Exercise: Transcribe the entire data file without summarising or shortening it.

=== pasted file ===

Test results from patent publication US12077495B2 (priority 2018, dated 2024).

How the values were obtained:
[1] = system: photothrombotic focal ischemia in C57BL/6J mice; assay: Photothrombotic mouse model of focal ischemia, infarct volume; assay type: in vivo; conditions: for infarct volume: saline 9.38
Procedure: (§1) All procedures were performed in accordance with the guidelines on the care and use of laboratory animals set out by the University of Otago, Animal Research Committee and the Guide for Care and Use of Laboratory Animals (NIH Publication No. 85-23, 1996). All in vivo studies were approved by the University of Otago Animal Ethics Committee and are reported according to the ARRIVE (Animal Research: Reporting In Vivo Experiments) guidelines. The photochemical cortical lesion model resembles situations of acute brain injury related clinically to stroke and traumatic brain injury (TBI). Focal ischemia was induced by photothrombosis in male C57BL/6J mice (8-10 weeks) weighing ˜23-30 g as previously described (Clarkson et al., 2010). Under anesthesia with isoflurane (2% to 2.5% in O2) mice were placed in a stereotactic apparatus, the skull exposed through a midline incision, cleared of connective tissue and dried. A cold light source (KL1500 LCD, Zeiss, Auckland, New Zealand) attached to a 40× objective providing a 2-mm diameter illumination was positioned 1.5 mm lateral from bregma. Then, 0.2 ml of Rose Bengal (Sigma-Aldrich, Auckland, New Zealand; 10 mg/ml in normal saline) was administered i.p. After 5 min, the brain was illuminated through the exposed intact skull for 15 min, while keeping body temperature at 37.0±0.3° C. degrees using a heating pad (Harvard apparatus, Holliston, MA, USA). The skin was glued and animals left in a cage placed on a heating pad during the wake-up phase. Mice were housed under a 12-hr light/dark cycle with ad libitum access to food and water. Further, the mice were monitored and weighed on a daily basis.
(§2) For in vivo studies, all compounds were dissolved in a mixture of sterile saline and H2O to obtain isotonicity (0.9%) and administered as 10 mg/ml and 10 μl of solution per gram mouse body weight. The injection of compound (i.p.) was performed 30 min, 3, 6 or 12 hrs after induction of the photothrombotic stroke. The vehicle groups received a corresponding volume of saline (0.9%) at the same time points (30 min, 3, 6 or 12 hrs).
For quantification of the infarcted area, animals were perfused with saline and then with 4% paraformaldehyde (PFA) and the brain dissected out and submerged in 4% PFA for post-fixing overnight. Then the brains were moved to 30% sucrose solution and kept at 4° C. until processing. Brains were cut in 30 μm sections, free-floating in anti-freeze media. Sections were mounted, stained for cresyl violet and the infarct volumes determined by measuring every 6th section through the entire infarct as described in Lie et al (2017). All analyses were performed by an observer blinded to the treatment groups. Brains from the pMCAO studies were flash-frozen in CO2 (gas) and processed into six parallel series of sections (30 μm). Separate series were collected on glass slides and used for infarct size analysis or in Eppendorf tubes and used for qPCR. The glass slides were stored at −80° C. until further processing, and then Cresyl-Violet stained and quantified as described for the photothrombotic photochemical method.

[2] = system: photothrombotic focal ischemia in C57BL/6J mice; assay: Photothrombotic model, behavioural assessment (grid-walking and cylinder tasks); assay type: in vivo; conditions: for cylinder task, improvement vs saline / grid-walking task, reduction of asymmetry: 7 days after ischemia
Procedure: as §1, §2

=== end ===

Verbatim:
Test results from patent publication US12077495B2 (priority 2018, dated 2024).

How the values were obtained:
[1] = system: photothrombotic focal ischemia in C57BL/6J mice; assay: Photothrombotic mouse model of focal ischemia, infarct volume; assay type: in vivo; conditions: for infarct volume: saline 9.38
Procedure: (§1) All procedures were performed in accordance with the guidelines on the care and use of laboratory animals set out by the University of Otago, Animal Research Committee and the Guide for Care and Use of Laboratory Animals (NIH Publication No. 85-23, 1996). All in vivo studies were approved by the University of Otago Animal Ethics Committee and are reported according to the ARRIVE (Animal Research: Reporting In Vivo Experiments) guidelines. The photochemical cortical lesion model resembles situations of acute brain injury related clinically to stroke and traumatic brain injury (TBI). Focal ischemia was induced by photothrombosis in male C57BL/6J mice (8-10 weeks) weighing ˜23-30 g as previously described (Clarkson et al., 2010). Under anesthesia with isoflurane (2% to 2.5% in O2) mice were placed in a stereotactic apparatus, the skull exposed through a midline incision, cleared of connective tissue and dried. A cold light source (KL1500 LCD, Zeiss, Auckland, New Zealand) attached to a 40× objective providing a 2-mm diameter illumination was positioned 1.5 mm lateral from bregma. Then, 0.2 ml of Rose Bengal (Sigma-Aldrich, Auckland, New Zealand; 10 mg/ml in normal saline) was administered i.p. After 5 min, the brain was illuminated through the exposed intact skull for 15 min, while keeping body temperature at 37.0±0.3° C. degrees using a heating pad (Harvard apparatus, Holliston, MA, USA). The skin was glued and animals left in a cage placed on a heating pad during the wake-up phase. Mice were housed under a 12-hr light/dark cycle with ad libitum access to food and water. Further, the mice were monitored and weighed on a daily basis.
(§2) For in vivo studies, all compounds were dissolved in a mixture of sterile saline and H2O to obtain isotonicity (0.9%) and administered as 10 mg/ml and 10 μl of solution per gram mouse body weight. The injection of compound (i.p.) was performed 30 min, 3, 6 or 12 hrs after induction of the photothrombotic stroke. The vehicle groups received a corresponding volume of saline (0.9%) at the same time points (30 min, 3, 6 or 12 hrs).
For quantification of the infarcted area, animals were perfused with saline and then with 4% paraformaldehyde (PFA) and the brain dissected out and submerged in 4% PFA for post-fixing overnight. Then the brains were moved to 30% sucrose solution and kept at 4° C. until processing. Brains were cut in 30 μm sections, free-floating in anti-freeze media. Sections were mounted, stained for cresyl violet and the infarct volumes determined by measuring every 6th section through the entire infarct as described in Lie et al (2017). All analyses were performed by an observer blinded to the treatment groups. Brains from the pMCAO studies were flash-frozen in CO2 (gas) and processed into six parallel series of sections (30 μm). Separate series were collected on glass slides and used for infarct size analysis or in Eppendorf tubes and used for qPCR. The glass slides were stored at −80° C. until further processing, and then Cresyl-Violet stained and quantified as described for the photothrombotic photochemical method.

[2] = system: photothrombotic focal ischemia in C57BL/6J mice; assay: Photothrombotic model, behavioural assessment (grid-walking and cylinder tasks); assay type: in vivo; conditions: for cylinder task, improvement vs saline / grid-walking task, reduction of asymmetry: 7 days after ischemia
Procedure: as §1, §2